The magic fog machine of agnosticism only pumps its noxious gases into the religious realm – it’s like a cloud that miraculously wraps itself only around priestly garments. The reason, of course, for the astounding specificity of the “alternate universe” argument is that religious people tend to get upset, offended, ostracizing and angry when told that God does not exist.
This has little to do with the non-existence of God, but rather triggers all the volatile emotions surrounding family, culture and community.
When a religious person is told that there is no God, what he hears is, “My parents lied to me.”
A man who is told that there is no God no longer sees in the mirror a being with a glowing soul, but a cramped sub-species of superstitiously (and surreptitiously) indoctrinated livestock – lied to, bullied and controlled for the sake of material money in the here and now. He is revealed not as a free man, basking in the glory of the divine, but a mere slave to the lies of the priests, fed crippling falsehoods and fattened for the feast.
People do not really believe in gods, that is a basic reality of life – they say that they believe in gods because they are afraid of being attacked by others for expressing doubt, or thought. Religions are the ultimate case of the emperor's new clothes, an old fairy tale where thieving weavers pretend to make a suit for the King, claiming that anyone who is unfit to his position will be unable to see it. Naturally, everyone pretends to see the suit, and marvels at its fine colors, until a boy on the street innocently asks why the King is walking around naked.
If you walk up to a man and tell him that his parents lied to him about everything that is true and good and right in the world, and sold his hide to thieving priests because they were afraid to stand up for truth and virtue, naturally he will be very, very upset.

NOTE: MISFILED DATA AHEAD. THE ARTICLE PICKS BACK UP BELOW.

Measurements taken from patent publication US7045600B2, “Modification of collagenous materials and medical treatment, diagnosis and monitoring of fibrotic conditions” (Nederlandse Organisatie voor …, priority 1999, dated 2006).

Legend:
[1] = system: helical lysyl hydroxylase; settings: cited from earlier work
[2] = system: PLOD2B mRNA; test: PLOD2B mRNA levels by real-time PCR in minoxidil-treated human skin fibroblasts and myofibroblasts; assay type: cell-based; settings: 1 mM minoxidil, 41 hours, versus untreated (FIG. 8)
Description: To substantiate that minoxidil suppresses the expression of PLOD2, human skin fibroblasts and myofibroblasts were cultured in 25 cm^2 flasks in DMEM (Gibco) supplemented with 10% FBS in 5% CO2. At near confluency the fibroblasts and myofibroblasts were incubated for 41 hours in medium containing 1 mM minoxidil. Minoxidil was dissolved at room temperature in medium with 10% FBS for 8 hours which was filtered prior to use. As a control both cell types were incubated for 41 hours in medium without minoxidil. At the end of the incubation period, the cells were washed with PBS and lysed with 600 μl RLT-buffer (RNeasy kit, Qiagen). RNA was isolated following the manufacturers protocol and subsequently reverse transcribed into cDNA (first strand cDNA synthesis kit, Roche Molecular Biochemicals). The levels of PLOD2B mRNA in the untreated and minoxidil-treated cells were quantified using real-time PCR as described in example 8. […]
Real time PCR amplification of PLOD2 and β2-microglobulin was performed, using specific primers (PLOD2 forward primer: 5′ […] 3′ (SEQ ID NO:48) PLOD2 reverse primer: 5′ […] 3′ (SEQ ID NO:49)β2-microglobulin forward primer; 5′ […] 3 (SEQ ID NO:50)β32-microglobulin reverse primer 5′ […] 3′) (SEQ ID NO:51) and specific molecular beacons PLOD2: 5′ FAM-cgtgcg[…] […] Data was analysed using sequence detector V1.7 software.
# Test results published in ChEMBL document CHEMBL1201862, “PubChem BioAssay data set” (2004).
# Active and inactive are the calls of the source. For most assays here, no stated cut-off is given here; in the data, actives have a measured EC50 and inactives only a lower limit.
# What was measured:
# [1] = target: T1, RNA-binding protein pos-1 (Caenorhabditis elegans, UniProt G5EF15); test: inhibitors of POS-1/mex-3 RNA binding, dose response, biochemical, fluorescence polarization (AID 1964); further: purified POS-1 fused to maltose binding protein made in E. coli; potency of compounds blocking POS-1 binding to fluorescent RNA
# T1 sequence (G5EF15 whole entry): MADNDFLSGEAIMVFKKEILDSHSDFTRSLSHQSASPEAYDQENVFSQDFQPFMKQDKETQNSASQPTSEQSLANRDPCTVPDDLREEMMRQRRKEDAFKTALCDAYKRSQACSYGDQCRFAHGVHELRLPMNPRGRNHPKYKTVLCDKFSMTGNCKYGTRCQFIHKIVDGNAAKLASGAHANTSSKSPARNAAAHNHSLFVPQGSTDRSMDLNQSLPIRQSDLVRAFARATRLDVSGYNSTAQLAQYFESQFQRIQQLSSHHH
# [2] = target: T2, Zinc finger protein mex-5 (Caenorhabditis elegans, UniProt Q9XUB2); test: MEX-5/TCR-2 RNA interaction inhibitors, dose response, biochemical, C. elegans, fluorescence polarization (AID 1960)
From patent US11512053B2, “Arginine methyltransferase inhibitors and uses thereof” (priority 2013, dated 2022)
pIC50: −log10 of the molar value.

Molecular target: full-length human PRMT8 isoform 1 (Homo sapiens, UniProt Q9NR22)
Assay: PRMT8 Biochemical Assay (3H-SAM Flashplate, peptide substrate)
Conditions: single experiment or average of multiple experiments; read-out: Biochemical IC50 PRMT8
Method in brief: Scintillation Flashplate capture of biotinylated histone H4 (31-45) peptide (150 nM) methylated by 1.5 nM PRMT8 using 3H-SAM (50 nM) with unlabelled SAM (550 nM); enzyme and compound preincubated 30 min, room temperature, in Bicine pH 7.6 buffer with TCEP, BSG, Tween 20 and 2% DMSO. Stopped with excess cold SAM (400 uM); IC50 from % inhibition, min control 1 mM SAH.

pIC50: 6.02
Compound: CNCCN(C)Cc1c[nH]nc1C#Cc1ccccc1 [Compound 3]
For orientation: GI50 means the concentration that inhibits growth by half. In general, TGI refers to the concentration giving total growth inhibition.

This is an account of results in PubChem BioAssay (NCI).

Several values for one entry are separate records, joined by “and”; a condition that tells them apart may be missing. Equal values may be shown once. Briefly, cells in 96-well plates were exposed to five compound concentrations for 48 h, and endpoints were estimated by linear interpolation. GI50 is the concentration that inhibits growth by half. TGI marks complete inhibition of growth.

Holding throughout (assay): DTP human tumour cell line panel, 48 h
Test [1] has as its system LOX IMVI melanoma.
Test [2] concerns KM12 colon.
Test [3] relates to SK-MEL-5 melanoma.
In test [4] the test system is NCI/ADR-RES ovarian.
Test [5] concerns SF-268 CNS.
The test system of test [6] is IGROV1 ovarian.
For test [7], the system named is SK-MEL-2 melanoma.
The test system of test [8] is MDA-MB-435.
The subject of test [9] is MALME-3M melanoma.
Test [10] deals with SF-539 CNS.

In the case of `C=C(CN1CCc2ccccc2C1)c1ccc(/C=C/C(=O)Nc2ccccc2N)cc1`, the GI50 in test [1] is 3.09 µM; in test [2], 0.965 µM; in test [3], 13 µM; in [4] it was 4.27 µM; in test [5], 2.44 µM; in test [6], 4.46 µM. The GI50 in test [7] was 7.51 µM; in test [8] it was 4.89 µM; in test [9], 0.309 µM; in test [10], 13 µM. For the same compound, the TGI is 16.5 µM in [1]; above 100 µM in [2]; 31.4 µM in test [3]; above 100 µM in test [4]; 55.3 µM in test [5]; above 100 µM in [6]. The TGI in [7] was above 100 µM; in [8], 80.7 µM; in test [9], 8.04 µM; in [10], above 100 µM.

Clearly, this is why agnostics do their n-dimensional somersaults – to avoid the anger, offense and potential retaliation from the religious.
I have no particular issue with people who do not want to step into the boxing ring of philosophy – not everyone is suited for these kinds of conflicts, and certainly battling superstition is not a strict moral requirement. It can be extraordinarily uncomfortable to experience the disorientation, bitter anger and caustic ostracism shooting up from the deep well of discontent when you shine down the light of reason and evidence. It is not for everyone, it is not necessary, and one can live a virtuous and happy life without taking on this kind of combat.
The world is filled with countless wrongs that I do nothing to prevent or avenge – I do nothing to feed starving children in North Korea, and while I am unhappy that they are starving, I recognize that I have chosen not to help them. I think that I am doing my own part to advance the cause of truth, reason, virtue, evidence and philosophy in the world, and I am very proud of my achievements in these areas, but of course there are millions of wrongs I do nothing about, and I recognize the reality of that, and do not seek to make excuses about my choices.